Today's post is by UM & Global blogmaster Dr. David W. Scott, Mission Theologian at the General Board of Global Ministries. The opinions and analysis expressed here are Dr. Scott's own and do not reflect in any way the official position of Global Ministries.
When it was announced in early March that General Conference would not meet until 2024, but the Global Methodist Church would launch on May 1, 2022, few people were happy, but there was at least for some a sense of relief, even if mixed with disappointment.
Followers of the UMC had been waiting for months to find out whether General Conference would meet in 2022 as previously indicated, or whether there would be yet another delay. That period of waiting was marked with tension and increasing conflict. When the Commission on General Conference's decision was released, at least it was something, rather than continued uncertainty. People could now get on with making plans.
Traditionalists were deeply disappointed that they would not get a chance to pass the Protocol of Reconciliation and Grace through Separation in 2022. Traditionalist leaders decided, though, that it was best to commence with formation of a new denomination now rather than engage in more waiting for 2024. And among some Traditionalists and some Centrists/Progressives, there was a sense that it was time to get the separation over so as to move on and be able to focus on each group's own ministry rather than continued conflict.
Conflict, however, can be be a hard habit to break. In the two and a half months since the news broke that General Conference was not meeting until 2024 but the Global Methodist Church was launching this year, the UMC has shown itself to be locked in conflict.
There was immediate debate over how (US) congregations should leave the denomination. Centrists and institutionalists have used their control of procedure and process to make departure difficult and expensive for Traditionalist congregations in an attempt to prevent them from leaving. Traditionalist leaders have leaked negotiation documents, derided bishops, and sought polity work-arounds to yield more favorable terms for departure. African episcopal leaders associated with the Traditionalist movement have said they will stay in the UMC until at least 2024. The WCA also announced that it would continue to advocate in the UMC until at least 2024. The Judicial Council has ruled that annual conferences cannot unilaterally leave the denomination. And when the Global Methodist Church launched on May 1st, the only group everyone was sure was joining was Methodists in Bulgaria.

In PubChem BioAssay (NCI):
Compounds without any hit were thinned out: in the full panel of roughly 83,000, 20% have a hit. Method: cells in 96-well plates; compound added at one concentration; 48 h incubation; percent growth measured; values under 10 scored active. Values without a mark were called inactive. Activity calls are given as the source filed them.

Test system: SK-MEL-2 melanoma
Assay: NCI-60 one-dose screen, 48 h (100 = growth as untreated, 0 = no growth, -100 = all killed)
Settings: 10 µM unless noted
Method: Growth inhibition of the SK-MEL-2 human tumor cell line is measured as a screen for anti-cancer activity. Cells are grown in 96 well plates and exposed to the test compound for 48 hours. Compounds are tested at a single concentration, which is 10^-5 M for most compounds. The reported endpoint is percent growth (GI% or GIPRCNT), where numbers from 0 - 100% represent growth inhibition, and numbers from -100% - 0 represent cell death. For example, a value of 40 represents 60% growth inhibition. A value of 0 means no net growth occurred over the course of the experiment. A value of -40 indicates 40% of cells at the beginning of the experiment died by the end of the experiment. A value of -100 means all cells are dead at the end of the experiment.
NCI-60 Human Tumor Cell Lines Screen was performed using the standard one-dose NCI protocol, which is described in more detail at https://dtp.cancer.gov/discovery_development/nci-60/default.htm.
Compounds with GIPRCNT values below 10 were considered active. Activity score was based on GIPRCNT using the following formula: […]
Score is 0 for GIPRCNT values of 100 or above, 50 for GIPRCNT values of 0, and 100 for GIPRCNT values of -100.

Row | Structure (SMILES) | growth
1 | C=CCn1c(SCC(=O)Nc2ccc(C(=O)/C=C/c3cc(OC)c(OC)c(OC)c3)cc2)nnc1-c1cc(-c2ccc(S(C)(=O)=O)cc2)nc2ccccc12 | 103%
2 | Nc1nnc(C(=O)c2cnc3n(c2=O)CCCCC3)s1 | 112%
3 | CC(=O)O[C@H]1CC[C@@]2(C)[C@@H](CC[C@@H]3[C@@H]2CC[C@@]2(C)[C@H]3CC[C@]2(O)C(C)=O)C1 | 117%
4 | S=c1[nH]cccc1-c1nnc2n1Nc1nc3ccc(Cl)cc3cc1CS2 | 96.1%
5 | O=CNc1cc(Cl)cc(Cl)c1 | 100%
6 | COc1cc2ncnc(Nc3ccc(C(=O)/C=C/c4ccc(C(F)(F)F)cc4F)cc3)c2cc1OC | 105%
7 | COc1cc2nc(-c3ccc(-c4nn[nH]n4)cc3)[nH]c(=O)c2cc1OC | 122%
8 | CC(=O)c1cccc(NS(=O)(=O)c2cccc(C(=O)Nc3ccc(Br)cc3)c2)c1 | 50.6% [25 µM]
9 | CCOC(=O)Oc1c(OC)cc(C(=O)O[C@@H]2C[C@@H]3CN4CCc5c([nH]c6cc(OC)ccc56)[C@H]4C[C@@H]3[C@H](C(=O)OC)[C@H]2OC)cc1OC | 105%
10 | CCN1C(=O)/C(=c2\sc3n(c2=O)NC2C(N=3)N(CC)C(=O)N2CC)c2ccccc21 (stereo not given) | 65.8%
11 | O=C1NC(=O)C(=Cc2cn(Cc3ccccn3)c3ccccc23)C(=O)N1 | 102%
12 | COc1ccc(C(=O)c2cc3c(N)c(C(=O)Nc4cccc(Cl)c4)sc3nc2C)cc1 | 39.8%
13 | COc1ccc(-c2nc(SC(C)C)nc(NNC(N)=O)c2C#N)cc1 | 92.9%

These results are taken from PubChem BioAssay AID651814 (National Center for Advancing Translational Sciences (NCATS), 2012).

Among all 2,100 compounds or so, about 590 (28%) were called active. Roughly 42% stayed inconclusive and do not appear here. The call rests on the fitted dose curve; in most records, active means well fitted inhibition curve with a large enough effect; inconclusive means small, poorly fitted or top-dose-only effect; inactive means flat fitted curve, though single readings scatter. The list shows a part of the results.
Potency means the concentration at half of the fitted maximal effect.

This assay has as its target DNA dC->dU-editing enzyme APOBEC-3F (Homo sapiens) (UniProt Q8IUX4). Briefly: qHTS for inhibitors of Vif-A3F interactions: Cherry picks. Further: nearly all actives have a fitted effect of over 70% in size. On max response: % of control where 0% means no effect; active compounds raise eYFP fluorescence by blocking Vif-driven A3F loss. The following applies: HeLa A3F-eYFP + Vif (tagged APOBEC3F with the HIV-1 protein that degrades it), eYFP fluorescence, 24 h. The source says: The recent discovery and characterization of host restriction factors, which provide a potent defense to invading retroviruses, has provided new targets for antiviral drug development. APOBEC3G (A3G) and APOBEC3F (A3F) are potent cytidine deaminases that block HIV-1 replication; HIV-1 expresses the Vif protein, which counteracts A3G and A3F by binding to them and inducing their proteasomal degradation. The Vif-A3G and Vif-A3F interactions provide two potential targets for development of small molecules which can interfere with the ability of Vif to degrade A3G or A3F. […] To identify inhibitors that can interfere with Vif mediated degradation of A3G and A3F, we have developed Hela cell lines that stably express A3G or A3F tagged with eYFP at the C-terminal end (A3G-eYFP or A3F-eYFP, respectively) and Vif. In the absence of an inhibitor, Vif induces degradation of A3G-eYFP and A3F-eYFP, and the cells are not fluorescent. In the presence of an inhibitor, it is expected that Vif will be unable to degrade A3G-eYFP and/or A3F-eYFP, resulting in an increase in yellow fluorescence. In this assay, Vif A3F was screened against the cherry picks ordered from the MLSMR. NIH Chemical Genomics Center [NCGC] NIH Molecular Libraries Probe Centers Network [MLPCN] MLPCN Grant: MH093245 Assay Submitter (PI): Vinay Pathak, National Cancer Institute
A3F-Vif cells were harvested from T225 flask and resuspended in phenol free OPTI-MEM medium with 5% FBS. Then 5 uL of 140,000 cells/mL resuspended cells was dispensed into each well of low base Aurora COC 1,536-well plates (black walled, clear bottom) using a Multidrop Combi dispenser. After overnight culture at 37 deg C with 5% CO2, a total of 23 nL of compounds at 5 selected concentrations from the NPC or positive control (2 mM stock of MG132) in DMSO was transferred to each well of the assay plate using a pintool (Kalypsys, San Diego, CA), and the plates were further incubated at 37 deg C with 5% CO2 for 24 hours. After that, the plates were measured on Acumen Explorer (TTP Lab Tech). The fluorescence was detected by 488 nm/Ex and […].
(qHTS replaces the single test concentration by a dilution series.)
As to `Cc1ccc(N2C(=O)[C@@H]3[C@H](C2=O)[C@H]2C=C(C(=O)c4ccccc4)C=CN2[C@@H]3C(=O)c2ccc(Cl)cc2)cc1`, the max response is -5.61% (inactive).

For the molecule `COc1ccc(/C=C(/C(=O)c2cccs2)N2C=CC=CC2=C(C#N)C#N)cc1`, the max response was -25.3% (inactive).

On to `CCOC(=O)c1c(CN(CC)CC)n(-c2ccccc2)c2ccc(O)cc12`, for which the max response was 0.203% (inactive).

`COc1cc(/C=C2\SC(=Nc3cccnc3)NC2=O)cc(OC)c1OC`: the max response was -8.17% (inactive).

In short, the announcements of further General Conference delay and formation of the Global Methodist Church have done no more to resolve the conflict in The United Methodist Church than did the 2019 General Conference or the Commission on a Way Forward or any of the other many prior attempts to move past denominational conflict.
With harsh attitudes by all sides towards each other, good faith negotiation is difficult to find. The Protocol was a hard won compromise, initiated by a unique figure in Bishop John Yambasu and led by one of the top negotiators in the world in Kenneth Feinberg. After COVID prevented it from being voted on in May 2020, neither side has really been interested in returning to the negotiating table, and there is no visionary African bishop or world-renowned mediator to help this time.
And with US United Methodists unable to solve their conflict, Africans and others around the world who have been enlisted on one side or another of the fight are left to wait to figure out their own fates, yet again relegated to the status of supporting characters in a narrative centered on the United States.
Therefore, the UMC is facing the prospect of a 2024 General Conference (however constituted with whatever delegates attending and whatever legislation before it) that will be just as focused on conflict around the slow-motion separation of the denomination as it would have been had it met in 2020 or 2021 or 2022.
This is all painful to watch and does little to serve the gospel of Christ. There are real consequences to this on-going conflict, too. The structures of the denomination have already been battered by the COVID-necessitated delays in General Conference. There will be especially big consequences if the next General Conference, when it finally does meet, is unable to pass any major legislation, which remains a real possibility. It will lead to the further hollowing out of the denomination and many churches that are part of it.
But conflict is a strong drug. It can be a very difficult addiction to kick. There are practices and strategies that leaders throughout the denomination could implement to move beyond conflict. But right now, it doesn't look likely that the UMC will be doing so anytime soon.